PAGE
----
ADENOCARCINOMA arises peripherally from mucous glands in the small bronchi and often produces a subpleural mass. Invasion of the pleura and the mediastinal lymph nodes is common, as are metastases to the brain and bones. Adenocarcinoma accounts for approximately 10% of all bronchial carcinomas and frequently arises in or around scar tissue. It is the commonest bronchial carcinoma associated with asbestos and is proportionally more common in non-smokers, in women, in the elderly, and in the Far East.
ALVEOLAR CELL CARCINOMA (BRONCHIOLAR CARCINOMA)accounts for only 1-2% of lung tumours and occurs either as a peripheral solitary nodule or as diffuse nodular lesions of multicentric origin. Occasionally this tumour is associated with expectoration of very large volumes of mucoid sputum.

Death rates from lung cancer (age standardized) per 100000 according to tobacco consumption in male British doctors.

Death rates from lung cancer (age standardized)
per 100000 according to tobacco consumption in male British doctors.

Small-cell carcinoma

This tumour, often called oat-cell carcinoma, accounts for 20-30% of all lung cancers. It arises from endocrine cells (Kulchitsky cells). These cells are members of the APUD system, which explains why many polypeptide hormones are secreted by these tumours. Some of these polypeptides act in an autocrine fashion, i.e. they feed back on the cells and cause cell growth. Small-cell carcinoma is now considered to be a systemic disease. Although the tumour is rapidly growing and highly malignant, it is the only one of the bronchial carcinomas that responds to chemotherapy.


The frequencies of the common symptoms of lung cancer on presentation. Chest pain and discomfort are often described as fullness and pressure in the chest. Sometimes the pain may be pleuritic owing to invasion of the pleura or ribs.
Commonly there are no abnormal physical signs. Enlarged supraclavicular lymph nodes are frequently found with small-cell carcinoma. There may be signs of a pleural effusion or of lobar collapse. Signs of an unresolved pneumonia or of associated underlying disease (e.g, diffuse pulmonary fibrosis in asbestosis) may be present.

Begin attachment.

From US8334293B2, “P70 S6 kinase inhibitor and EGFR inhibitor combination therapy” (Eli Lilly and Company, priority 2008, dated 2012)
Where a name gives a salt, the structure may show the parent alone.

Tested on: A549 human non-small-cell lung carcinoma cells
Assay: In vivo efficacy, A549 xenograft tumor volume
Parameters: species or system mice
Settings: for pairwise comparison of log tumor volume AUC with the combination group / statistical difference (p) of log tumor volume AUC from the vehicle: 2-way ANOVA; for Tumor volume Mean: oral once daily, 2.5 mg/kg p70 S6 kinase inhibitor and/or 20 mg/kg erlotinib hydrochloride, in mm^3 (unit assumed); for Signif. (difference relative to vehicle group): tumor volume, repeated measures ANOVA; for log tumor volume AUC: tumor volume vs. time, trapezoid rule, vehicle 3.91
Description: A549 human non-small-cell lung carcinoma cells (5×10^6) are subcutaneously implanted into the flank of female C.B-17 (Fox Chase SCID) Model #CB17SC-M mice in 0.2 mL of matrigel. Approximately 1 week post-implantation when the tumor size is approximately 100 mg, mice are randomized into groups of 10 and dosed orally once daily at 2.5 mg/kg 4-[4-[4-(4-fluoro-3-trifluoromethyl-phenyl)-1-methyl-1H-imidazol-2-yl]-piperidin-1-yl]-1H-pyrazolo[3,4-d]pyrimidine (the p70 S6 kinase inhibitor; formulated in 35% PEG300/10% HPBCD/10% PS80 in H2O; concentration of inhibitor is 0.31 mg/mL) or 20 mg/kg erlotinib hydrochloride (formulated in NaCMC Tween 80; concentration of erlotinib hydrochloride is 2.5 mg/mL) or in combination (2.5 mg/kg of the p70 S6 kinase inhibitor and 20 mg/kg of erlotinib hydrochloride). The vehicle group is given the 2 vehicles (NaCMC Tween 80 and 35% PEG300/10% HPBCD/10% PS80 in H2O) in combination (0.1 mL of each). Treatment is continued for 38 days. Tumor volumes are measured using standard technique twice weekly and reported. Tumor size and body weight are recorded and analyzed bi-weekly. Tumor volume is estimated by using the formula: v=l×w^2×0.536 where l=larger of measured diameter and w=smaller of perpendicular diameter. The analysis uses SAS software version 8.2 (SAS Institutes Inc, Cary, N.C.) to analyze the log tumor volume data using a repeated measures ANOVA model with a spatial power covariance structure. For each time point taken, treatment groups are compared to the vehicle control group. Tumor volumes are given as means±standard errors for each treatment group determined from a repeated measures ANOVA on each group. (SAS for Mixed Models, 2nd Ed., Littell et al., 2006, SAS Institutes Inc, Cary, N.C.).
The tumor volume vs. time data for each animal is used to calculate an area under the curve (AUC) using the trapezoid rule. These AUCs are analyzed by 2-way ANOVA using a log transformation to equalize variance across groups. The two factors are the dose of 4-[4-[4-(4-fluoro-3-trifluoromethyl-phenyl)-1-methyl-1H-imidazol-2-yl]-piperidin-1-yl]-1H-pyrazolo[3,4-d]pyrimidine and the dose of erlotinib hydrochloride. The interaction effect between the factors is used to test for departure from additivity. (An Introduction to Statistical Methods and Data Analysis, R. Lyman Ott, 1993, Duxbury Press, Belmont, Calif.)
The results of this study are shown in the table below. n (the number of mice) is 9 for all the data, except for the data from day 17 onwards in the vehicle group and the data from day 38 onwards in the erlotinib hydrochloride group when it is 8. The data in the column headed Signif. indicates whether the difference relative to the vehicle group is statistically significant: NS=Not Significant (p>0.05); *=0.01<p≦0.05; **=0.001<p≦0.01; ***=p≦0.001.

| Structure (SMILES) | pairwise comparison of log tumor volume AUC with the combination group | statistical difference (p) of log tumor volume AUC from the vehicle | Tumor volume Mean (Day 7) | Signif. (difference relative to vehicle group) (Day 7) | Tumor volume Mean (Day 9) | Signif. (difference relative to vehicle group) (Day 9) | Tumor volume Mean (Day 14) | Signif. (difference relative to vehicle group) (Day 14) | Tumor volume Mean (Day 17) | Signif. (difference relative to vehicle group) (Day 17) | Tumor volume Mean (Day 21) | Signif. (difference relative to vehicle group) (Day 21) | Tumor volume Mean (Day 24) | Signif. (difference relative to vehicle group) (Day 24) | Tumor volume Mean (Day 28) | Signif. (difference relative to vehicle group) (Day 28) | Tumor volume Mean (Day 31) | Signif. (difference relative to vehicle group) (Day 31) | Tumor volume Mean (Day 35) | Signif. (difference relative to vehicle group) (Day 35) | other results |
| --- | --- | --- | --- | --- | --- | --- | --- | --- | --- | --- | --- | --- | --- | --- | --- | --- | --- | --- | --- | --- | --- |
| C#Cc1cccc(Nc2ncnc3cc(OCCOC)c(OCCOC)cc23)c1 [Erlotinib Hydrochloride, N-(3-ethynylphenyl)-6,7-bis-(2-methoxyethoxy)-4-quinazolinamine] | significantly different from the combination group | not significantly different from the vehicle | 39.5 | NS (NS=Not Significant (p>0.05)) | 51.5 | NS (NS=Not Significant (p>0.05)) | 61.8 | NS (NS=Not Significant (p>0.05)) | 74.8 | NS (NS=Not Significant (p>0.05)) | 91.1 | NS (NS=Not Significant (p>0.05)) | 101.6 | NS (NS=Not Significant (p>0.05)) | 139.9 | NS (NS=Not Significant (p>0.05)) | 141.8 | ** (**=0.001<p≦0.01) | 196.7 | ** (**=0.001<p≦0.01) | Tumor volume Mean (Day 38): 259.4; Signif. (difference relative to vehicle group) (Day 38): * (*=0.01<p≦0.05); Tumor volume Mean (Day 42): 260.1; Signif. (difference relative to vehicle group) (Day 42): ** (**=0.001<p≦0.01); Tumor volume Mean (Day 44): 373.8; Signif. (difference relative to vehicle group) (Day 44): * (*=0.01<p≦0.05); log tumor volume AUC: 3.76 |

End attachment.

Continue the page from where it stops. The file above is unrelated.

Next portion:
Direct spread

The tumour may directly involve the pleura and ribs. Carcinoma in the apex of the lung can erode the ribs and involve the lower part of the brachial plexus (C8, Tl and T2), causing severe pain in the shoulder and down the inner surface of the arm (Pancoast’s tumour). The sympathetic ganglion may also be involved, producing Horner’s syndrome. Further extension may involve the recurrent laryngeal nerve as it passes down the aortic arch, causing unilateral vocal cord paresis with hoarseness and a bovine cough, and rarely the tumour may cause spinal cord compression.
Bronchial carcinoma can also directly invade the phrenic nerve, causing paralysis of the diaphragm. It can involve the oesophagus, producing progressive dysphagia, and the pericardium, producing pericardial effusion and  malignant dysrhythmias. It can also involve the superior vena cava, producing superior vena caval obstruction . leading to early morning headache, facial congestion and oedema involving the upper limbs; the jugular veins are distended, as are the veins on the chest that form a collateral circulation with veins arising from the abdomen.

The frequency of the common presenting symptoms of bronchial carcinoma.

The frequency of the common presenting
symptoms of bronchial carcinoma.

Metastatic complications

Bony metastases are common, giving rise to severe pain and pathological fractures. There is frequent involvement of the liver. Secondary deposits in the brain present as a change in personality, epilepsy or a focal neurological lesion. Carcinoma of the bronchus is a cause of secondary deposits in the adrenal gland.
Non-metastatic extrapulrnonary manifestations Although approximately 10% of small-cell tumours are thought to produce ectopic hormones at some stage, clinically important extra pulmonary manifestations are relatively rare apart from finger clubbing.  Hypertrophic pulmonary osteoarthropathy (HPOA) occurs in approximately 3% of all bronchial carcinomas, particularly squamous-cell carcinomas and adenocarcinomas. Symptoms include joint stiffness and severe pain in the wrists and ankles, sometimes associated with gynaecomastia. X-rays show the characteristic proliferative periostitis at the distal ends of long bones, which have an onion-skin appearance. HPOA is invariably associated with clubbing of the fingers. It may regress after resection of the lung tumour or as a result of vagotomy at thoracotomy.